- NAME: Amerigo Vespucci
- OCCUPATION: Explorer
- BIRTH DATE: c. 1454
- DEATH DATE: c. 1512
- PLACE OF BIRTH: Florence, Italy
- PLACE OF DEATH: Seville, Spain
- Full Name: Amerigo Vespucci
- Nickname: "Pickle Dealer"
- AKA: America’s namesake
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America was named after Amerigo Vespucci, a Florentine navigator and explorer who played a prominent role in exploring the New World.
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If the letter is authentic, this would mean that Vespucci discovered Venezuela a year before Christopher Columbus did. Vespucci and his fleets arrived back in Cadiz in October 1498.
In May of 1499, sailing under the Spanish flag, Vespucci embarked on his next expedition, as a navigator under the command of Alonzo de Ojeda. Crossing the equator, they traveled to the coast of what is now Guyana,
where it is believed that Vespucci left Ojeda and went on to explore the coast of Brazil. During this journey Vespucci is said to have discovered the Amazon River and Cape St. Augustine.
On May 14, 1501, Vespucci departed on another trans-Atlantic journey. Now on his third voyage, Vespucci set sail for Cape Verde—this time in service to King Manuel I of Portugal. Vespucci's third voyage is largely considered his most successful. While Vespucci did not start out commanding the expedition, when Portuguese officers asked him to take charge of the voyage he agreed. Vespucci's ships sailed along the coast of South America from Cape São Roque to Patagonia. Along the way, they discovered present-day Rio de Janeiro and Rio de la Plata. Vespucci and his fleets headed back via Sierra Leone and the Azores. Believing he had discovered a new continent, in a letter to Florence, Vespucci called South America the New World. His claim was largely based on Christopher Columbus' earlier conclusion: In 1498, when passing the mouth of the Orinoco River, Columbus had determined that such a big outpouring of fresh water must come from land "of continental proportions." Vespucci decided to start recording his accomplishments, writing that accounts of his voyages would allow him to leave "some fame behind me after I die."
On June 10, 1503, sailing again under the Portuguese flag, Vespucci, accompanied by Gonzal Coelho, headed back to Brazil. When the expedition didn't make any new discoveries, the fleet disbanded. To Vespucci's chagrin, the commander of the Portuguese ship was suddenly nowhere to be found. Despite the circumstances, Vespucci forged ahead, managing to discover Bahia and the island of South Georgia in the process. Soon after, he was forced to prematurely abort the voyage and return to Lisbon, Portugal, in 1504.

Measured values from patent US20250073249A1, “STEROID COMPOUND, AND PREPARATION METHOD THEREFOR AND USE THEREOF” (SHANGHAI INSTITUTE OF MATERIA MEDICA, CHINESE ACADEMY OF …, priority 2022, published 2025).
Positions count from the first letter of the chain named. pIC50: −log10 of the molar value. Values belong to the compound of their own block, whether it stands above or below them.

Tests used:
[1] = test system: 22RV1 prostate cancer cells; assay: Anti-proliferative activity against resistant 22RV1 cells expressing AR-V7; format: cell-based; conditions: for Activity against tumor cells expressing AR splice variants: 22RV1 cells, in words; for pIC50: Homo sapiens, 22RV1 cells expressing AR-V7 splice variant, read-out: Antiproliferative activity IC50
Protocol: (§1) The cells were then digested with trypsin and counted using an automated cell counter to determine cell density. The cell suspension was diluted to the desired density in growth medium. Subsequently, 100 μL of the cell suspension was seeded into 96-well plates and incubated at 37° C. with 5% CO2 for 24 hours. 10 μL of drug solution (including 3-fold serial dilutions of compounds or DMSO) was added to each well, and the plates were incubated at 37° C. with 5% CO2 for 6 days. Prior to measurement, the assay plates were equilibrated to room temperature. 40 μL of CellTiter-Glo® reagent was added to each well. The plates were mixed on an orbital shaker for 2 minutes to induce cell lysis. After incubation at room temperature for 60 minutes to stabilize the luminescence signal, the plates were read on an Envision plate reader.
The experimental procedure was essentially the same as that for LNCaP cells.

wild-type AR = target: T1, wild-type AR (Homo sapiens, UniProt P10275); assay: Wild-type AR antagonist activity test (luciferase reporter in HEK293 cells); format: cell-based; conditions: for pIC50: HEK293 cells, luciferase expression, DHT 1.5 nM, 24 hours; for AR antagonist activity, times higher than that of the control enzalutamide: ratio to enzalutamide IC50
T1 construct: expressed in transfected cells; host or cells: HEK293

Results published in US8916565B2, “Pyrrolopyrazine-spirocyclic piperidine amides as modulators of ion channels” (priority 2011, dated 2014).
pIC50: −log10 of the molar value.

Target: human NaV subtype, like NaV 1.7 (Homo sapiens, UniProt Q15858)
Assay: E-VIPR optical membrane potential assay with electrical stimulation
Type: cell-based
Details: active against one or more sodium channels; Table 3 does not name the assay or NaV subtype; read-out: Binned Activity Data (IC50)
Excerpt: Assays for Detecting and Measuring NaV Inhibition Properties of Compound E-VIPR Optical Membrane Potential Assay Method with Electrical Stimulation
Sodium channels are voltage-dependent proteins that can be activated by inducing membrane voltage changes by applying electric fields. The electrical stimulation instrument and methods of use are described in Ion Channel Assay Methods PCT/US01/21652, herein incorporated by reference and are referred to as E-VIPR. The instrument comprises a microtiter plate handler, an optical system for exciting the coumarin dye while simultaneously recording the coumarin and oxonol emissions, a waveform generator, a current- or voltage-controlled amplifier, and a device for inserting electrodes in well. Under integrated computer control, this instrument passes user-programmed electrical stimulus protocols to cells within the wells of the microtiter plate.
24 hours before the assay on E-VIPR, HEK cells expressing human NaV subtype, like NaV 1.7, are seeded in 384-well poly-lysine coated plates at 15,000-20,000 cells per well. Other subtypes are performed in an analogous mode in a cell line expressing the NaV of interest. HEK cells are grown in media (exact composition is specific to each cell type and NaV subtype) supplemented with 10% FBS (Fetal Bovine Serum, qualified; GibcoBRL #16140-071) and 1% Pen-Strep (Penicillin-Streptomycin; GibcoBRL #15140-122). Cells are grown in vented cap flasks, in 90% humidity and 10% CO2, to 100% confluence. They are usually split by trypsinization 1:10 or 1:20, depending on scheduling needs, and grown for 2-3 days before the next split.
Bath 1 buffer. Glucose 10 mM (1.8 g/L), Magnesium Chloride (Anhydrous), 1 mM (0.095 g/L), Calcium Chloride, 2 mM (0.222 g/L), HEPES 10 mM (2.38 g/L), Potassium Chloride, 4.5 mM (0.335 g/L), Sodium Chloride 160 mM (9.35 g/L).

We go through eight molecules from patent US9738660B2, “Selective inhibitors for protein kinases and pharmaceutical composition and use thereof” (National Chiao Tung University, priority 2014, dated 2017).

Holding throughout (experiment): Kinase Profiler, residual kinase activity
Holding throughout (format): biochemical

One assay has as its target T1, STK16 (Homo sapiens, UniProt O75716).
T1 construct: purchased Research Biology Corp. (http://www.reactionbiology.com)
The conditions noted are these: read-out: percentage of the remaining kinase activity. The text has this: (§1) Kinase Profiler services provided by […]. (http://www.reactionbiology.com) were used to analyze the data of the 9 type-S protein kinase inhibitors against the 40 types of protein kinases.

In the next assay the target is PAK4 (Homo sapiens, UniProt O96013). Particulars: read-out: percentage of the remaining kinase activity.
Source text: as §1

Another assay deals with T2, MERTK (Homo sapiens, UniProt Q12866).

There is some speculation as to whether Vespucci made additional voyages. Based on Vespucci's accounts, some historians believe that he embarked on a fifth and sixth voyage with Juan de la Cosa, in 1505 and 1507, respectively. Other accounts indicate that Vespucci's fourth journey was his last.
In 1507, some scholars at Saint-Dié-des-Vosges in northern France were working on a geography book called Cosmographiæ Introductio, which contained large cut-out maps that the reader could use to create his or her own globes. German cartographer Martin Waldseemüler, one of the book's authors, proposed that the newly discovered Brazilian portion of the New World be labeled America, the feminine version of the name Amerigo, after Amerigo Vespucci. The gesture was his means of honoring the person who discovered it, and indeed granted Vespucci the legacy of being America's namesake.
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Throughout the centuries, brave explorers have fearlessly traveled the globe and beyond to discover new lands, people, animal species, riches and glory. Ferdinand Magellan of Portugal proved the world is round with his mission to sail around the world. His fellow countryman Vasco da Gama commanded the first European ship around the southern tip of Africa to reach India by sea. Norseman Leif Eriksson is regarded as the first European to reach North America, nearly 500 years before Christopher Columbus, who is credited with discovering the “New World” of the Americas. Juan Ponce de León scoured Puerto Rico and Florida in his quest for the fountain of youth. Meriwether Lewis and William Clark blazed new trails during their Corps of Discovery Expedition across the western half of the United States. Traveling to new heights of discovery were mountain climber Sir Edmund Hillary, the first man to reach the peak of Mount Everest, and U.S. astronaut Neil Armstrong, the first human to walk on the moon. These intrepid explorers and more have made an indelible mark on human history. See all Explorers.
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